Reflecting on Diego Acosta’s pastoral travelogue Under the Sky Shelter, Ben Nicholson responds with a series of vignettes as part of a series of texts commissioned around new films in this year’s festival programme.
“Yan, tan, tethera, methera, pip.”
– Old sheep-counting system derived from Brythonic Celtic languages
The counting of sheep is a trope related to sleep that can be traced back nearly a thousand years and likely existed far earlier. In Petrus Alphonsi’s 12th century collection of fables, Disciplina Clericalis – which itself took inspiration from older Islamic sources – one chapter involves a tired storyteller. He told of a man who needed to ferry thousands of sheep across a river, two by two. The ploy was that while the fictional man went back and forth in the king’s imagination, the storyteller could get some sleep. It is a humorous play on the dynamic we are still familiar with today; the culturally ubiquitous axiom that tallying sheep helps you drift away to the land of nod. Of course, this association makes sense: when people grazed their livestock on common land, one of the last tasks before bed each night would have been to count the heads of their entire herd, stifling a yawn as they went.
The man conveying livestock across the landscapes of Diego Acosta’s luminous monochrome documentary Under the Sky Shelter is Don Cucho. A 65-year-old muleteer with a thousand sheep under his charge, he corrals them over meadows, through ravines, up mountainsides, and – yes – across rivers, with the help of several fellow riders and trusty canine companions. Often far from civilisation, this is a portrait that chimes with a disappearing way of life. In the 18th-century, the nature of such acts of transhumance was altered when economic changes saw a disconnect grow between the owners and transporters of livestock. As colonial infrastructure was imposed on the Andean region, market forces began to reshape the role and schedule of the muleteer. They were transformed from being someone whose routine was begat by inherited pastoral practice to being controlled by the purse-strings of commerce. Acosta’s film feels like a glimpse back to an age when time was more malleable, more fluid.
That Under the Sky Shelter immediately feels like peering into some half-forgotten past is perhaps as much due to its material form as the antiquated practices it portrays and evokes. Rugged men may sleep beneath the starry canopy of the night sky and sheep may ford streams and scale jagged rockfaces, but it is in the inherent aesthetic qualities of tone and texture – and experimental manipulations of process – that Acosta’s grainy 16mm photography seems to transport the audience through time. It helps that the high contrast of the colourless film stock erodes detail; faces and forms dissipate in inky shadows even in compositions defined by bright sunlight, meaning that features that could anchor the viewer to a specific now are often ill-defined. Elsewhere, time is elided though transition – either via the typical surreptitious omission of the editing process, or in more noticeable jump cuts that mimic the impact of missing frames of celluloid.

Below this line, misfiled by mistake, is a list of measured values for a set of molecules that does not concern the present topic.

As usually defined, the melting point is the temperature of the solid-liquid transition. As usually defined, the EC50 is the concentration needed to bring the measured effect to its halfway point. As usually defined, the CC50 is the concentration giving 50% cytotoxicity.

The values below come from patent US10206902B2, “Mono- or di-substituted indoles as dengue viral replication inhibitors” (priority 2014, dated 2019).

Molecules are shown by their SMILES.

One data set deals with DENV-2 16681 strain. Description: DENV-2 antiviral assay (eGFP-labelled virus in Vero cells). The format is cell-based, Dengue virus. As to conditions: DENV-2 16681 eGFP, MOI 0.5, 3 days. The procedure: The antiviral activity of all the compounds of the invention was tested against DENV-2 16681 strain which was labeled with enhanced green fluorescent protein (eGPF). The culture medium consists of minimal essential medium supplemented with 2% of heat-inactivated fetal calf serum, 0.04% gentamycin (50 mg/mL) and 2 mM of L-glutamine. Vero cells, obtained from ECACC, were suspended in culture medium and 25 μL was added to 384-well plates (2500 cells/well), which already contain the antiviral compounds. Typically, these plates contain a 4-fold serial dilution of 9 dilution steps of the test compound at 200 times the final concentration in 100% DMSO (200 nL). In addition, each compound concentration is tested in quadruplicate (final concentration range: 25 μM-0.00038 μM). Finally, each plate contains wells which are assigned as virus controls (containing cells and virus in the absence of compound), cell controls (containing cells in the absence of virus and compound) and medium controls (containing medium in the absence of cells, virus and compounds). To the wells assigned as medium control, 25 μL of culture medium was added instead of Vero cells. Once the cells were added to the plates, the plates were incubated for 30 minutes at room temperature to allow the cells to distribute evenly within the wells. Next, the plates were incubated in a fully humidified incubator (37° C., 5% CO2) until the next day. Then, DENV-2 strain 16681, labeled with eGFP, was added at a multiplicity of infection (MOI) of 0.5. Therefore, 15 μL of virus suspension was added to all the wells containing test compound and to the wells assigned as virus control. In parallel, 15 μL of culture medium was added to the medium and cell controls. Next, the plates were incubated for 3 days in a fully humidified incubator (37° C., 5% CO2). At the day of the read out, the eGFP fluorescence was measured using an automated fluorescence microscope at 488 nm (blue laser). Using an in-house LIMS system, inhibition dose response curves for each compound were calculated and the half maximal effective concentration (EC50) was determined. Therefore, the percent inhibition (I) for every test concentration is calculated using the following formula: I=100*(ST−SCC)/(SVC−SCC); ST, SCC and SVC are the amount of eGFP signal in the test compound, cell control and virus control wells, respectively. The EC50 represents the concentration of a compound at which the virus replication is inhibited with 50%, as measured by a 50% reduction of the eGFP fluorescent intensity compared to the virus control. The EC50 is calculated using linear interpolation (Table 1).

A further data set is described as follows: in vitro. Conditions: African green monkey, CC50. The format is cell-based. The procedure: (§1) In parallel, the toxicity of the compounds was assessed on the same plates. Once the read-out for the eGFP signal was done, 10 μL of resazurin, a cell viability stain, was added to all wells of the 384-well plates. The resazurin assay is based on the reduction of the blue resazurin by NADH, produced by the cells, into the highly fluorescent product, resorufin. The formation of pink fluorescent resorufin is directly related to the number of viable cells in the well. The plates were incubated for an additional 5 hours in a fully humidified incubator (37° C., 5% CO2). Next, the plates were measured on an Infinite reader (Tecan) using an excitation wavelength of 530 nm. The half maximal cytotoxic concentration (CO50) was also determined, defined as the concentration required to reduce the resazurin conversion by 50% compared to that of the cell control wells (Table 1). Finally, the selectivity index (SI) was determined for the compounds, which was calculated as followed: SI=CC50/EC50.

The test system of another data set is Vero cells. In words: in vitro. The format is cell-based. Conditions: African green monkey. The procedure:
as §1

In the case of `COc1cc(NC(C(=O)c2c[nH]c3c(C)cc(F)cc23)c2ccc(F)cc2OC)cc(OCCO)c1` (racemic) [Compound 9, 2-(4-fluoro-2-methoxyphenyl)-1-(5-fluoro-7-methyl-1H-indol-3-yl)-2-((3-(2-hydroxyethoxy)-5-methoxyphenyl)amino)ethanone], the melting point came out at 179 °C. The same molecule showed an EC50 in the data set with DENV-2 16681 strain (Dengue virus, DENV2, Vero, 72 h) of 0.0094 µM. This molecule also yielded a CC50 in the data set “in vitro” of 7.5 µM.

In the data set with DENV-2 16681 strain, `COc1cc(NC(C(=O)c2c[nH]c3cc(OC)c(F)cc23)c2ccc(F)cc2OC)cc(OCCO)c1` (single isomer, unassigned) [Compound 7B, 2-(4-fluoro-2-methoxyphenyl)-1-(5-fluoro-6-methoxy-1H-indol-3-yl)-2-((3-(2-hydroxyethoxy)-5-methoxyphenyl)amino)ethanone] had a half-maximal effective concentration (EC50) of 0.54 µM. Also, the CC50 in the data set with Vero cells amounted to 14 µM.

In addition, Acosta occasionally toys with the footage – it is sped up so that wisps of fog maraud down mountainsides or hundreds of sheep fill a pen in seconds. The most memorable instance of manipulation is in a moment towards the end of the film when a waterfall flows up into the sky. It is an eerily mesmerising picture in a film replete with them, and forms part of one of the dream sequences that puncture Don Cucho’s transhumance. When the sun is down, the pale shapes of sheep mundanely ambling towards the camera become spectres drifting through the dark. Reflected lights in the animals’ eyes take on the visage of supernatural watchers in the night. A passage near the end of the film dares to introduce colour which, perhaps in the same way that the monochrome determines an impression of the past, creates the sense of a fleeting dream of the present, or a jolt from the future.
Such hypnagogic reveries are not confined to the night-time. Through exquisite deployment of sound, the Acosta and his team bleed such hypnotic qualities into the entire film. From an early sequence in which a locomotive is heard but never seen, the interplay between action and audio is continually shifting, wrong-footing you. In one scene the soundtrack may be naturalistic, like gentle birdsong. In the next, it might reflect what is on screen but be slightly too loud or like it was fashioned in a studio – footage of sheep scrambling up a scree-covered incline is accompanied by the booming rocks of an avalanche. In some instances, the sound will not match at all or continues from a prior, unrelated shot. The effect is of unreality permeating the entire endeavour. Far from feeling like an observational documentary punctuated by flashes of weird, Under the Sky Shelter feels like a dream, an ahistorical trance, in which reality sometimes rears its head but some ancient truth feels ever-present.
Ben Nicholson is a film writer and curator specialising in film, experimental film, and artists’ moving image whose words have featured in Sight and Sound, Little White Lies, Notebook and elsewhere. He is the lead shorts review at The Film Verdict and the founder of the critical and curatorial platform ALT/KINO.